In 1833, the St. Vincent de Paul Society was founded in Paris. Frederic Ozanam, a 20 year old university student, is considered the principal founder of the Society because of his leadership within a small group of similarly-minded students. Their model of visiting the poor of the Paris slums was adopted widely, reaching Milwaukee in 1849. St. Vincent de Paul "conferences," as the volunteer groupings are called, were established in several Milwaukee Catholic parishes.
In 1914, enough conferences existed to form a "council." This allowed for legal incorporation and the ability to take on broader activities. Over the years, activities have taken the form of thrift stores, meal programs, shelters, and helping centers. These programs have been generously supported not only by the Catholic community, but also by other faiths and the broader community. Most programs, although professionally staffed, maintain a largely volunteer component.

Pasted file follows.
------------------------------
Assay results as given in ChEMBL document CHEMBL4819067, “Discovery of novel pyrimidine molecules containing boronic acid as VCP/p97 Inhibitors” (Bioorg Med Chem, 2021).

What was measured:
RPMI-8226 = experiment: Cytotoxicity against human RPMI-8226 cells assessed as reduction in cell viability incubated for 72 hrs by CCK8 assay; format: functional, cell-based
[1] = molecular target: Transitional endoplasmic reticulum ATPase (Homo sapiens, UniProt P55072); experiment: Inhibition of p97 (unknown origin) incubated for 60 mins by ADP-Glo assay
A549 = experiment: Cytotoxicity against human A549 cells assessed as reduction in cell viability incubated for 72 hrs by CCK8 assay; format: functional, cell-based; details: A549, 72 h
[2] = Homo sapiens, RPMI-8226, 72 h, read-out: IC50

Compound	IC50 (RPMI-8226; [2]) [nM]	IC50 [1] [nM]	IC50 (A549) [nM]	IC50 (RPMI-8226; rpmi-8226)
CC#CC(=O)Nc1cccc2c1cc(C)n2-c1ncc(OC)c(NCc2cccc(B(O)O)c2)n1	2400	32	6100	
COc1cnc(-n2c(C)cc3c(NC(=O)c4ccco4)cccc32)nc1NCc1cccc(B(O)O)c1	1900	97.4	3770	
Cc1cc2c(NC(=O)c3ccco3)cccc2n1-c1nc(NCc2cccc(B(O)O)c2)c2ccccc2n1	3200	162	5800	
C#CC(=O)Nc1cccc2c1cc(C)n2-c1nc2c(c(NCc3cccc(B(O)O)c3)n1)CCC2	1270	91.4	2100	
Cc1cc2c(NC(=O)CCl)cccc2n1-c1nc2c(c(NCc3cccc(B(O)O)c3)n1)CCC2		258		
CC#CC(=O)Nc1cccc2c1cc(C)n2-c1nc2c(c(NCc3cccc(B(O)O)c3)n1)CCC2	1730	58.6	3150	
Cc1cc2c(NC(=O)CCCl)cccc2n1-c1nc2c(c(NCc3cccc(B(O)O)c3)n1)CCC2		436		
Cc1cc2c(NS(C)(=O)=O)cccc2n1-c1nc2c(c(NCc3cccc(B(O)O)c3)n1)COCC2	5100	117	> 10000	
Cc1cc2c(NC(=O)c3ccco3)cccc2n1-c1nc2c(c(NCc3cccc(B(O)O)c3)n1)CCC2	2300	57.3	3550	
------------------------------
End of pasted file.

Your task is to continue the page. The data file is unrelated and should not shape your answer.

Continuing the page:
The Society has conferences at 45 locations in Milwaukee County, most being at Catholic parishes. There are also volunteers of many faiths who prepare and serve food at our meal programs. Some also offer their time and talent as volunteers at SVDP thrift stores.